Auschwitz & Birkenau

Our hearts go out to everyone affected by the terrible happenings at Auschwitz-Birkenau. No history book or movie could prepare us for the actual experience of being in Auschwitz. We were a bit hesitant to visit, but thought that it would only provide us with more insight and information as to what happened in this concentration camp. We arrived to Auschwitz and booked into a 3.5 hour English speaking tour which visited both the Auschwitz and Birkenau camps. We spent the first 2 hours of the tour at Auschwitz where they have created an exhibition in some of the barracks which helped explain the purpose and the happenings of the concentration camp. We then took a short bus trip over to Birkenau which was built after Auschwitz as that camp was not big enough. It actually became 3 times larger than Auschwitz during WWII.


Auschwitz & Birkenau was the largest concentration camp in Europe with no fewer than 1.1 million people being killed here. Jews were mainly taken here, however there was a minority of people with political power who were also sent here such as doctors, lawyers, politicans, etc. Auschwitz was built for the Polish army so the barracks used were already constructed. The sign at the front of the concentration camp at Auschwitz stands for “Work will give you freedom”.

Many of the prisoners in Auschwitz were responsible for the construction of the Birkenau concentration camp. This commenced in 1941 due to issues with the Auschwitz camp no longer large enough to hold prisoners. It was built from wood to enable quicker building and therefore quicker expansion.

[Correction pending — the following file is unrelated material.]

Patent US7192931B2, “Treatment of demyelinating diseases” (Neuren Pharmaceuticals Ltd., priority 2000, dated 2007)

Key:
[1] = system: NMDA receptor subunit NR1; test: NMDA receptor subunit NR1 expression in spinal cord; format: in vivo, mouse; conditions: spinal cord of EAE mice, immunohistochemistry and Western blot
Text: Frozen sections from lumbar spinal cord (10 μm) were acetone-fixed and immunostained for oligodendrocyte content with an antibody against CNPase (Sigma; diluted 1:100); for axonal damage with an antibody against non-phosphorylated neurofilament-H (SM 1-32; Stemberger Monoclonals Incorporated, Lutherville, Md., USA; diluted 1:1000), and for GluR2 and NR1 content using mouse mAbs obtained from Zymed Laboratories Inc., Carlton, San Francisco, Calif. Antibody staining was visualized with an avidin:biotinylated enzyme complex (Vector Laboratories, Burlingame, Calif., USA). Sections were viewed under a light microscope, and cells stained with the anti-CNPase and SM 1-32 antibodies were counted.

The Jews would arrive to the camp by train. The Jewish people were told that they were “moving to the East” and were allowed a 23kg piece of luggage. The trip could take a few days to 2 weeks depending on where you were coming from. There would often be 70-80 people in a wagon and they could only take food & water to last 3 days. Auschwitz was chosen as the location due to the excellent rail connections from various cities and countries.

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The details below were provided to us by our tour guide.

  • Coffee was served for breakfast
  • Lunch consisted of soup & bread
  • Dinner was 2 slices of bread
  • Prisoners would work 11 hour days
  • Prisoners were only allowed to use the toilet twice a day. If they used it more than that, they were punished by standing up for 3 nights
  • Children the age of 3-5 would clean barracks
  • The Wall of Death was where many of the prisoners were executed. Reportedly 25,000 were shot and died at this spot
  • 800 people tried to escape but only 5 survived. The surrounding area was bare and there were 2000 SS guards around the place
  • Less than 10 people survived the whole 5 years the camp was running
The Wall of Death
Glasses of Prisoners who died here

One of the main causes of death in these concentration camps was to poison the prisoners using hydrogen cyanide mixed with haemoglobin. The Germans were unaware of how much was necessary to kill and at first released a small dose which made people suffer and die after 3 days. Other causes of death included starvation and death due to medical experiments.


In remembrance of those affected.